On-farm data have the following features:

1.       Large plot size = higher variability due to uncontrollable variation within each plot

2.       Less intensive sampling

3.       Less complex and fewer (two or three) treatments can be evaluated

4.       Large sample size = measurements may more closely represent “real” farm conditions

 

Are the on-farm protocols the same for all environments and farmers or should they be farmer- or site-specific?

Farmers have their own interests and specific questions that need to be properly addressed. Protocols will be designed to fit each farmer’s situation. Some of the diverse topics that we have discussed include: corn/ soybean/ sorghum seeding rates; corn/ sorghum hybrids; sorghum/ soybean row spacing; corn/ soybean/ sorghum planting dates; full or limited irrigation; and other topics.

Protocols:

Crops: Corn / Soybean / Sorghum / Winter Canola

Topics:

·         Seeding Rates

·         Planting Dates

·         Row Spacing

·         Hybrid/ Variety Selection

·         Tillage

·         Others

 

How many factors need to be evaluated?

The idea is to perform “simple” on-farm experiments evaluating one or two factors at a time.

How many levels for each factor?

This will depend on the availability of space in the field, but to properly understand the optimum crop management level, 4 to 5 levels of “treatments” or “variables” are usually needed. For example, if corn seeding rate is being evaluated, five seeding rates will allow the grower to properly identify the optimum seeding rate for each specific farm environment. The diagram below presents an example of 5 test levels for a seeding rate study.

Replications?

To obtain statistically sound and solid recommendations, a minimum of 3 replications are recommended.

Are crop production practices environment-specific?

The example in the graphic below shows how the optimum plant density to maximize corn grain yield will vary according to different environments. For the low yielding environment (<100 bu/acre), the economically optimum plant density was about 15,000 to 20,000 plants per acre; while for the high-yielding site, economically optimum maximum plant density is about 25,000 plants per acre. Therefore, different yield potentials in different environments have different “optimum” crop production practices to maximize net returns.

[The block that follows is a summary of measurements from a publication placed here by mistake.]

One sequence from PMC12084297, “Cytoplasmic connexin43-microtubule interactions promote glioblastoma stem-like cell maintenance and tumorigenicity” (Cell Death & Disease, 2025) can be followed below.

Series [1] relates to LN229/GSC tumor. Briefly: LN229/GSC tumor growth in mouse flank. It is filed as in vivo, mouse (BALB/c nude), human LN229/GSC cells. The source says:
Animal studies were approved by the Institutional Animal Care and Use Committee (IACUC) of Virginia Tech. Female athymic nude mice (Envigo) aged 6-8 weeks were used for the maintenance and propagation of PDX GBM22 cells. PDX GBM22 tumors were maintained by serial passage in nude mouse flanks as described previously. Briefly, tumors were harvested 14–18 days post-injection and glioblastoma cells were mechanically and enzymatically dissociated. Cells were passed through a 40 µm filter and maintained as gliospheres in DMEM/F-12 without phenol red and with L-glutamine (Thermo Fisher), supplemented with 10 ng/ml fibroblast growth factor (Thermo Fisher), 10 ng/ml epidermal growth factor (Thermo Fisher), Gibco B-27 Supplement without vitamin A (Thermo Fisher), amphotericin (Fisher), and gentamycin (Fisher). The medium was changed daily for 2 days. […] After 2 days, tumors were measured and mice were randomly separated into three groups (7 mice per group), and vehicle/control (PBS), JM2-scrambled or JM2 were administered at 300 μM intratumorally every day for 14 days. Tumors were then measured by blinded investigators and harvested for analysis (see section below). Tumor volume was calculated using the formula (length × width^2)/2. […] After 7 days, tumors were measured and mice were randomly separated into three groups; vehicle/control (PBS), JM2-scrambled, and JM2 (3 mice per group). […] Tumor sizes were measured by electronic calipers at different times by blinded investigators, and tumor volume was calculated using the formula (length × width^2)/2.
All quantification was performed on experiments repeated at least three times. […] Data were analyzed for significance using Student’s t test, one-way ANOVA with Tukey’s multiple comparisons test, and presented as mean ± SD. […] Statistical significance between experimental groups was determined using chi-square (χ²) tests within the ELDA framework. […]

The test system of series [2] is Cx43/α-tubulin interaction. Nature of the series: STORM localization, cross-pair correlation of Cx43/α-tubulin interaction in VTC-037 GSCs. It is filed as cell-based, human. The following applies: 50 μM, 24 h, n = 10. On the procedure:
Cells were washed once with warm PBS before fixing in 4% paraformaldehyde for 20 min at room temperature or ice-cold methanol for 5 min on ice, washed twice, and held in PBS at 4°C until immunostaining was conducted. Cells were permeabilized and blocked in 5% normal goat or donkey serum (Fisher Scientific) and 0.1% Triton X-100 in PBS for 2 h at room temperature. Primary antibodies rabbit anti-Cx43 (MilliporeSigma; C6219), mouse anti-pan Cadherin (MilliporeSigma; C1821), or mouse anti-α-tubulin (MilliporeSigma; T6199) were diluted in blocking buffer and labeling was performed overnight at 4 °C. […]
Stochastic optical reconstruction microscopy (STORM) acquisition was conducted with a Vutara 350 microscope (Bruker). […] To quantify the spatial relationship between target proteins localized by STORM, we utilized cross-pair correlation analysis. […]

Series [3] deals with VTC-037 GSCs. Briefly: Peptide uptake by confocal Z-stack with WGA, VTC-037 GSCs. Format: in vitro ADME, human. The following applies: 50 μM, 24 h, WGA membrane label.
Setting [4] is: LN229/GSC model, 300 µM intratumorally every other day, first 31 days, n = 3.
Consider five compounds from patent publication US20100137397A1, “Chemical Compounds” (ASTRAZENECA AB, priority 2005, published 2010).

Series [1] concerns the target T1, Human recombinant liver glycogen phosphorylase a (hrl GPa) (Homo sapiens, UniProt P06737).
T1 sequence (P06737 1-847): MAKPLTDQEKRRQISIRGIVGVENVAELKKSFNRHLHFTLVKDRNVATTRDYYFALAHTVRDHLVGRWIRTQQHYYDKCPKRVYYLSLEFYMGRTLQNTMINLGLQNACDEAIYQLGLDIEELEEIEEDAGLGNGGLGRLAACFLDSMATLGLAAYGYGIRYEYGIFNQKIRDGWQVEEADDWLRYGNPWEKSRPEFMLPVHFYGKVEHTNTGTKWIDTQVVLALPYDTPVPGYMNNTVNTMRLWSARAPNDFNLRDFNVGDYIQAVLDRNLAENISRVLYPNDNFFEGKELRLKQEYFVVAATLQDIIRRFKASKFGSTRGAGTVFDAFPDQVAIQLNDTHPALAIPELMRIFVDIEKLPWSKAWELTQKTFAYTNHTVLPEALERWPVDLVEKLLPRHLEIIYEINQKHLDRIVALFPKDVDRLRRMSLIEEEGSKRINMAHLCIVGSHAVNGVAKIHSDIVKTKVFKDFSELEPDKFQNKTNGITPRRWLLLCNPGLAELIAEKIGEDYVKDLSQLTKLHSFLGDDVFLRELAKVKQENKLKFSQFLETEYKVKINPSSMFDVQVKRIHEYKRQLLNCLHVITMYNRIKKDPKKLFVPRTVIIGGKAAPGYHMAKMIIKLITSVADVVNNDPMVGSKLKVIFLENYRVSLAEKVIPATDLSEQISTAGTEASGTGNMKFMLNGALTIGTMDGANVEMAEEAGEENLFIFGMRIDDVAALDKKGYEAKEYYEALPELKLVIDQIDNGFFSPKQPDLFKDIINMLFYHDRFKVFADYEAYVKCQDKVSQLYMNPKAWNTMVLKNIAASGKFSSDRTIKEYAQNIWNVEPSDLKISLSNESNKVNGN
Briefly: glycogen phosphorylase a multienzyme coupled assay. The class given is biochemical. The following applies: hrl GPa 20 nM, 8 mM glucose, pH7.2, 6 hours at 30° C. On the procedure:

Precision Ag technologies

In addition, on-farm studies in 2016 evaluated new technologies and added Precision Ag tools to the evaluation of variability and determination of zone management. Utilization of satellite imagery and precision soil sampling, in combination with yield monitor data, allowed us to obtain high-resolution for spatial variability within a field in order to investigate crop production issues and properly address them. Below is an example of some fields for which utilization of satellite imagery in combination with other data layers allowed us to obtain “management-zones” from low, medium, and high productivity area within the field.

Farmers interested in participating in this project can fill out an interest form online at:

http://bit.ly/KSUONFARMPROJECT

 

 

 Ignacio Ciampitti, Cropping Systems Specialist, K-State On-Farm Research Project Coordinator
ciampitti@ksu.edu

 

K-State Area Extension Agronomists:

 

Lucas Haag, Northwest Area Crops and Soils Specialist, lhaag@ksu.edu

 

AJ Foster, Southwest Area Crops and Soils Specialist, anserdj@ksu.edu

 

Stu Duncan, Northeast Area Crops and Soils Specialist, sduncan@ksu.edu

 

Doug Shoup, Southeast Area Crops and Soils Specialist, dshoup@ksu.edu